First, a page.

“The cost of living has skyrocketed in the Hudson Valley over the last few years, but the minimum wage has been stuck,” said Dan Maldonado, President of Teamsters Local 445. “Corporations like Amazon are taking advantage to underpay local workers and undermine our working standards. We need the state legislature and the governor to pass the Raise the Wage Act and make sure that our working families get what they deserve.”

“The Amazon workers I talk with are smart—they know they are being ripped off,” said Antonio Rosario, Teamsters Local 804 organizer. “They know that Amazon can afford to pay them a living wage and that they aren’t getting what they’re worth. Most are looking for other jobs or working two jobs. But these jobs could be good career jobs instead of a revolving door. But for that to happen, they need better wages. We need to pass the Raise the Wage Act so workers can afford to continue working there and organize for the long-term.”

“There is nothing that will automatically rescue us from runaway inequality,” said Rob Pinto, Business Agent of CWA Local 1120. “But one thing we can do to remedy that inequality is passing Raise the Wage. As costs of living continue to rise across the board, workers shouldn’t be stuck making $14.20 an hour. We need Senator Skoufis to stand with us and workers across Orange County by co-sponsoring the Raise the Wage Act—before it’s too late.”

“I’m 100% in support of raising the minimum wage,” said Yvette Martinez, 1199 SEIU member and CAMI mental health technician, BSCH. “I’ve been working at Bon Secours Community Hospital in Port Jervis, NY for 26 years and I can identify with the issues of inflation while having a single household income. I can barely afford my monthly bills while rent, food, gas prices keep going up. I shouldn’t have to work and still struggle to pay my bills and rent. We as 1199 members worked hard to get Governor Hochul in office, and raising our minimum wage should be a priority on her list.”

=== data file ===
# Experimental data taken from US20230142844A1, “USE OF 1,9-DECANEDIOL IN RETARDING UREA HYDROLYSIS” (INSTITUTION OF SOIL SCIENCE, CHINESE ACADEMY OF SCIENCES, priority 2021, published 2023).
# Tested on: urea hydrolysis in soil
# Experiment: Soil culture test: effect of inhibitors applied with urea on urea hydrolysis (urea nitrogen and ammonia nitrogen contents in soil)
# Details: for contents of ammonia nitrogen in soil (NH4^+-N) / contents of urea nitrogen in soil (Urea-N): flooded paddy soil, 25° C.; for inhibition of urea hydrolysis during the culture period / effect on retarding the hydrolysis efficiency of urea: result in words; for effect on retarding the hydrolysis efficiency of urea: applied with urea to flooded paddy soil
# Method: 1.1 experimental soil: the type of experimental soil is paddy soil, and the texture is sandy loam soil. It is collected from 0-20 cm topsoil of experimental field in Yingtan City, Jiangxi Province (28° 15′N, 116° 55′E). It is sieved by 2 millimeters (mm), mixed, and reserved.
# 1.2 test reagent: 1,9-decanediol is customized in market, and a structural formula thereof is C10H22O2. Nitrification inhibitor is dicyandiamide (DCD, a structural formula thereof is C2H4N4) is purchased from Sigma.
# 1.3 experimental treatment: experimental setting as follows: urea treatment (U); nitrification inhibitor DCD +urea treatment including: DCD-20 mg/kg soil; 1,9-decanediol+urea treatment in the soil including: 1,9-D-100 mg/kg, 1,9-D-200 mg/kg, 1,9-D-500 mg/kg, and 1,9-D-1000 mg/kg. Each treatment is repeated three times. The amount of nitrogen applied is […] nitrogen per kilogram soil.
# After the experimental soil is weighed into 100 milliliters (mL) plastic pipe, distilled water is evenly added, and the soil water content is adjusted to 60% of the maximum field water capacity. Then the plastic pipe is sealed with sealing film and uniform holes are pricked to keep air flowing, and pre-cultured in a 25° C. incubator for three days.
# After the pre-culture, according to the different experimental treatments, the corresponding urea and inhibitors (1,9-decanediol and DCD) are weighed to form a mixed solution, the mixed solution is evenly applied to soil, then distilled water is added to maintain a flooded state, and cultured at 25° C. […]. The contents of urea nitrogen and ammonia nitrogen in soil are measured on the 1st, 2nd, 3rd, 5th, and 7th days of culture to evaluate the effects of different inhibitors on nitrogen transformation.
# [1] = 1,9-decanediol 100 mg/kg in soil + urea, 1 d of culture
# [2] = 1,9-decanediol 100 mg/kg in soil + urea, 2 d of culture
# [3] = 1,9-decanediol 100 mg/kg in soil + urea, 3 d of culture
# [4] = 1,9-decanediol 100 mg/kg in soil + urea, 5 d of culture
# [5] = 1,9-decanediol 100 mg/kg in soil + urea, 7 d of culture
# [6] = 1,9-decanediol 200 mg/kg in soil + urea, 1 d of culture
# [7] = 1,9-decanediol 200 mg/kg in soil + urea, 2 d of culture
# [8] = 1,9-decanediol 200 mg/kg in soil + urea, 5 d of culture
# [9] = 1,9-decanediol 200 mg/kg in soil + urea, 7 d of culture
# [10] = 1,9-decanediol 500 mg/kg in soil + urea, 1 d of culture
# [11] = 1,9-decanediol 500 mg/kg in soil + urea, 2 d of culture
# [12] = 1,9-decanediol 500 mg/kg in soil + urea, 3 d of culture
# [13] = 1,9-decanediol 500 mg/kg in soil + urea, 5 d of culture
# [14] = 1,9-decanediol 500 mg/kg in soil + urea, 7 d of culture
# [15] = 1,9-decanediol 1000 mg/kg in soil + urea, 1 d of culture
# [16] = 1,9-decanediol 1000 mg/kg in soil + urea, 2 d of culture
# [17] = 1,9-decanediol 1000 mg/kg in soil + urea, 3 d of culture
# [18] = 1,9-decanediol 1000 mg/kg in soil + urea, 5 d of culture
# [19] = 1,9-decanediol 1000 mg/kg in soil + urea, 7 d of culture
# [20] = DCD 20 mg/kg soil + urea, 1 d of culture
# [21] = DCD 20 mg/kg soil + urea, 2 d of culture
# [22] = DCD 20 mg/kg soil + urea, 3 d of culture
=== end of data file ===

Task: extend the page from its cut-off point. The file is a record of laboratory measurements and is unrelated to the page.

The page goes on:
“Last year, hundreds of unionized General Electric workers converged in Schenectady to demand better wages,” said Christian Gonzalez, IUE-CWA GE member and organizer. “Now, we’re taking our fight to Albany. The Raise the Wage Act would raise the minimum wage to $21.25 by 2027 and index it to inflation—workers can’t afford to wait another year for this critical relief.”

“I make $17.59 an hour, which is a bit more than the $14.20 minimum wage, but I still struggle to keep up with ever-increasing costs of living,” said Valerie White, an assisted living caregiver and Middletown resident. “We’re talking about food, shelter, utilities, gas, and medical co-payments. This is even with my Social Security. Raising the minimum wage to $21.25 would increase my earnings by $75 a week. That’s $300 a month! It must remain tied to cost of living increases as they come in, or else it does us no good. We’re asking our legislators to support us in this effort to allow us to earn a respectable living wage.”

“I own a thrift store in downtown Middletown and I support the Raise the Wage Act,” said Zoila Collado, owner of Zoila Thrift Store. “Even as a small business owner, I have been impacted by rising costs of living—my husband and I have seen prices at the grocery store rise dramatically. I hear stories all the time of people in Middletown looking for good-paying jobs but not finding any. A higher minimum wage means my customers will have more money to spend in my store, which benefits everyone!”